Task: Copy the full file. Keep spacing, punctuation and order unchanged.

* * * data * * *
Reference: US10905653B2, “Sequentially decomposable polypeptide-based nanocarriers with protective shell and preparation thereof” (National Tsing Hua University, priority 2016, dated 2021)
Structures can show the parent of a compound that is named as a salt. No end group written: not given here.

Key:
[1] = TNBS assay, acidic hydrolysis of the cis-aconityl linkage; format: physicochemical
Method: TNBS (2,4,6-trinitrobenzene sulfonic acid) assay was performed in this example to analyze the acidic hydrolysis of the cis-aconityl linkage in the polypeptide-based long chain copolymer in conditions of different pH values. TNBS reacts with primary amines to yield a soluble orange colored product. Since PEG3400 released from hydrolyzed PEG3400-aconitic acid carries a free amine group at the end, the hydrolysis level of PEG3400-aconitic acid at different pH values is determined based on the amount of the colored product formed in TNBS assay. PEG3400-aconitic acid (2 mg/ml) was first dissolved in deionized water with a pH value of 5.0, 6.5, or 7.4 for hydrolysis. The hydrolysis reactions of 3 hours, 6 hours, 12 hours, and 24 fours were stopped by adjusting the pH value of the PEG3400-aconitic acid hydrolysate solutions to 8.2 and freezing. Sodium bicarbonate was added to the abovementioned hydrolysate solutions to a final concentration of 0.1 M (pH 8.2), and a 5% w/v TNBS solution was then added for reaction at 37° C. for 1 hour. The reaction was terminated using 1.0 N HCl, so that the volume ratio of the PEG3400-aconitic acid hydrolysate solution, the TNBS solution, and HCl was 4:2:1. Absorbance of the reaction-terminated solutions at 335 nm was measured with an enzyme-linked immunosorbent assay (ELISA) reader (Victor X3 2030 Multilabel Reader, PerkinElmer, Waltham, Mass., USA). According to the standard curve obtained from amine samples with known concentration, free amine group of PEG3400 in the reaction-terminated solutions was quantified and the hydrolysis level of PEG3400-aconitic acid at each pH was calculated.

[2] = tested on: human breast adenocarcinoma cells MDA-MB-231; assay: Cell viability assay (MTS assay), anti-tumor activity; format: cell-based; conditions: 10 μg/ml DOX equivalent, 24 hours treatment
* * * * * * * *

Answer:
Reference: US10905653B2, “Sequentially decomposable polypeptide-based nanocarriers with protective shell and preparation thereof” (National Tsing Hua University, priority 2016, dated 2021)
Structures can show the parent of a compound that is named as a salt. No end group written: not given here.

Key:
[1] = TNBS assay, acidic hydrolysis of the cis-aconityl linkage; format: physicochemical
Method: TNBS (2,4,6-trinitrobenzene sulfonic acid) assay was performed in this example to analyze the acidic hydrolysis of the cis-aconityl linkage in the polypeptide-based long chain copolymer in conditions of different pH values. TNBS reacts with primary amines to yield a soluble orange colored product. Since PEG3400 released from hydrolyzed PEG3400-aconitic acid carries a free amine group at the end, the hydrolysis level of PEG3400-aconitic acid at different pH values is determined based on the amount of the colored product formed in TNBS assay. PEG3400-aconitic acid (2 mg/ml) was first dissolved in deionized water with a pH value of 5.0, 6.5, or 7.4 for hydrolysis. The hydrolysis reactions of 3 hours, 6 hours, 12 hours, and 24 fours were stopped by adjusting the pH value of the PEG3400-aconitic acid hydrolysate solutions to 8.2 and freezing. Sodium bicarbonate was added to the abovementioned hydrolysate solutions to a final concentration of 0.1 M (pH 8.2), and a 5% w/v TNBS solution was then added for reaction at 37° C. for 1 hour. The reaction was terminated using 1.0 N HCl, so that the volume ratio of the PEG3400-aconitic acid hydrolysate solution, the TNBS solution, and HCl was 4:2:1. Absorbance of the reaction-terminated solutions at 335 nm was measured with an enzyme-linked immunosorbent assay (ELISA) reader (Victor X3 2030 Multilabel Reader, PerkinElmer, Waltham, Mass., USA). According to the standard curve obtained from amine samples with known concentration, free amine group of PEG3400 in the reaction-terminated solutions was quantified and the hydrolysis level of PEG3400-aconitic acid at each pH was calculated.

[2] = tested on: human breast adenocarcinoma cells MDA-MB-231; assay: Cell viability assay (MTS assay), anti-tumor activity; format: cell-based; conditions: 10 μg/ml DOX equivalent, 24 hours treatment